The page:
A couple of days ago I read an article that said it was 1000 days until 2015 – the target year for the Millennium Development Goals. Upon checking, it actually turns out that there are 1194 days left until we enter the year 2015, a number that can be rounded off very easily to one thousand.
One thousand days? It seems like the tiniest drop in the ocean of time that is our planet’s history. How much can be done in one thousand days?
In the year 2000 the UN set eight goals to tackle the major global issues that were identified at the time – extreme poverty, hunger, illiteracy and disease. These goals were ambitious, challenging, and ultimately essential in the fight for our planet and it’s people.
More than ten years have passed since these goals and targets were set. And an incredible amount of progress has been made in achieving each of these goals. Poverty is on the decline in many countries. Some of the world’s poorest countries have made the biggest steps in education with Burundi, Madagascar, Rwanda, Togo and Tanzania having achieved, or nearing the goal of universal primary education. The number of deaths of children under the age of five has declined from 12.4 million in 1990 to 8.1 million in 2009. Increased funding has helped reduce worldwide malaria deaths to 20 per cent, with some countries in Africa reducing malaria cases and deaths by over 50 per cent. The fight against HIV and AIDS continues, with the rate of new infections declining steadily – having dropped 21 per cent since 1997. It is also estimated that 1.1 billion people in urban areas and 723 million people in rural areas have gained access to an improved drinking water source in the period 1990 – 2008. (All information from UN Millennium Development Goals 2011 Report)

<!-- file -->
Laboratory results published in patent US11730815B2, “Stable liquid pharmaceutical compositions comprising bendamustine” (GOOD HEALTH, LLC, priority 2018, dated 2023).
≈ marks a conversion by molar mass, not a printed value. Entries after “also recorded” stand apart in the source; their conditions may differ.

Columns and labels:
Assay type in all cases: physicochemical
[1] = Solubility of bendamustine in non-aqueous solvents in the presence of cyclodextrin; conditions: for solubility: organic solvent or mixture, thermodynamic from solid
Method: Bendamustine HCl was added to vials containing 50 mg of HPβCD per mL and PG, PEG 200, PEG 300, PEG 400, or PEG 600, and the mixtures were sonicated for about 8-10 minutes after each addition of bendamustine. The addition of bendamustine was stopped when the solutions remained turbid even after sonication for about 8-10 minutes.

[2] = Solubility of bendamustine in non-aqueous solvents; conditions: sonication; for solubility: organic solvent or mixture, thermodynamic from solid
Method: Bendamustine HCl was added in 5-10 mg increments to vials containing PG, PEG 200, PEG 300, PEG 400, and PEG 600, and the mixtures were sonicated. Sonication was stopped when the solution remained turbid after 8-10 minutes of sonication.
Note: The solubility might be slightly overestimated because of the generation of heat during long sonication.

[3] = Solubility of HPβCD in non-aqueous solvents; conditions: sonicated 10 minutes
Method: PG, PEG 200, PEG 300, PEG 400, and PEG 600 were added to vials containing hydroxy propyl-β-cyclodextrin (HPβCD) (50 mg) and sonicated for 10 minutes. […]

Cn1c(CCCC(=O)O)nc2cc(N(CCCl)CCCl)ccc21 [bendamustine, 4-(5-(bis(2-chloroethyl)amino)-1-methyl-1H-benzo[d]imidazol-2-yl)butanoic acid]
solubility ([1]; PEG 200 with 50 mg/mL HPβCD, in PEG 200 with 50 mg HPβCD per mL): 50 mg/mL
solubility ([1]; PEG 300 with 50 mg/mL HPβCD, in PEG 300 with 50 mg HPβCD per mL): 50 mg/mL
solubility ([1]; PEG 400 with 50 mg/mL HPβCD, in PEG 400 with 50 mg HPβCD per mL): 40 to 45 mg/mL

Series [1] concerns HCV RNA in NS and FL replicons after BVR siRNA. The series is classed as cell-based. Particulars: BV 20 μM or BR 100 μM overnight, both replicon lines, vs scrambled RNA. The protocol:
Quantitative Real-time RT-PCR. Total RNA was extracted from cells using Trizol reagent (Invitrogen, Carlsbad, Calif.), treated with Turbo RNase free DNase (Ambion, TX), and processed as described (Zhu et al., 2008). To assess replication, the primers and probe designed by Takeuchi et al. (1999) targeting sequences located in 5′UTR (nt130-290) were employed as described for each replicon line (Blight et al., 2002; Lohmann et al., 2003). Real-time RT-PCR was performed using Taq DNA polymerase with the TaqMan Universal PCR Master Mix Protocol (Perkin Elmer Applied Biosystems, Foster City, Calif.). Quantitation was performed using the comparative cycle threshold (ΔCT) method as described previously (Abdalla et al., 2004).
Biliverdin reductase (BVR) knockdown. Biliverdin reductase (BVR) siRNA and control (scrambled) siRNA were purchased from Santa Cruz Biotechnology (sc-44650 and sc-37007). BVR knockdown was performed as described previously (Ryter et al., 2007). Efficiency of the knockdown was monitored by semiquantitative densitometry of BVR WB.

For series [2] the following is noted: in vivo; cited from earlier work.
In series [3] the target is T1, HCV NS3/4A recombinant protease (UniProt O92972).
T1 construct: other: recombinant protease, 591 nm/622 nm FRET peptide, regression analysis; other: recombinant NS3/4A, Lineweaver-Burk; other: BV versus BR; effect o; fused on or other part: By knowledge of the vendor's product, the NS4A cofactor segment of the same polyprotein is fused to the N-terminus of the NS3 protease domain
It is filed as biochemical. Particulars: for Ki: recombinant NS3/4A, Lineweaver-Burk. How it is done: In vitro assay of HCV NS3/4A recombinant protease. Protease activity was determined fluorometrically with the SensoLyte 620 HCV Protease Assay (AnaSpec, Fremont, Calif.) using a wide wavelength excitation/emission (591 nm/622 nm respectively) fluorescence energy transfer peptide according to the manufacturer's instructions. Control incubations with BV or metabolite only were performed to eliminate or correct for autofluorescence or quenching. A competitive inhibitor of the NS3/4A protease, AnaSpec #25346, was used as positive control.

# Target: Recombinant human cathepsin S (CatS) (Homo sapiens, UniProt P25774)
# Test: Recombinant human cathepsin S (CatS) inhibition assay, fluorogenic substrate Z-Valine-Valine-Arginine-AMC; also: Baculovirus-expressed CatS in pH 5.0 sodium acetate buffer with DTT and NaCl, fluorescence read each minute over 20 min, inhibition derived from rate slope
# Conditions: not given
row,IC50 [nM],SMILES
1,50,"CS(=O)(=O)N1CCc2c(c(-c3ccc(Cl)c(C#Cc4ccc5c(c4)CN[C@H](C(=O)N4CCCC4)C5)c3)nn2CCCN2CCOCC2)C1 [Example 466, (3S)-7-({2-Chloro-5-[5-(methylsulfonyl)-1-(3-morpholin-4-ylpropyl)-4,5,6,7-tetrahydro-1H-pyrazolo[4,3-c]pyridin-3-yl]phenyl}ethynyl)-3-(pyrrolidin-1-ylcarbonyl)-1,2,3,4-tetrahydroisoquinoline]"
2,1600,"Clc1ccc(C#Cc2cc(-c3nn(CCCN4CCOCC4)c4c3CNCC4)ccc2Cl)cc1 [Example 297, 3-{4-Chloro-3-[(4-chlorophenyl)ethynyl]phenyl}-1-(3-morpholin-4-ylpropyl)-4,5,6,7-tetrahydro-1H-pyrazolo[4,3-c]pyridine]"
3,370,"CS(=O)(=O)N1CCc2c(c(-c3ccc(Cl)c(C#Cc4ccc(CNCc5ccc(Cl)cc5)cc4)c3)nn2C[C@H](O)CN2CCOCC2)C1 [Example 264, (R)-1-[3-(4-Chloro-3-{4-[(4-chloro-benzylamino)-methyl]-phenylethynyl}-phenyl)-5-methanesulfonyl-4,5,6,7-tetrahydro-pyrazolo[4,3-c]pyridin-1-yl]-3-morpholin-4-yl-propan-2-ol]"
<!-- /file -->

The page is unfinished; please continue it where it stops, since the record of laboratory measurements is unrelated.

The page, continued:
This progress has changed the lives of millions of people – but with one thousand days to go, there is still much to do.
Almost 25% of the children in the developing world are underweight with the children from the poorest areas being the most affected. Among children not enrolled in school, 28 million live in poor or conflict-ridden countries and girls are the most likely to be out of school. There is still inequality in opportunities for full and productive employment for women. Despite progress in providing sanitation, it is often the poor and those in urban areas who are still disadvantaged.
“Between now and 2015, we must make sure that promises made become promises kept. The consequences of doing otherwise are profound: death, illness and despair, needless suffering, lost opportunities for millions upon millions of people.” – UN Secretary-General Ban Ki-moon
One thousand days to change the world………can it be done?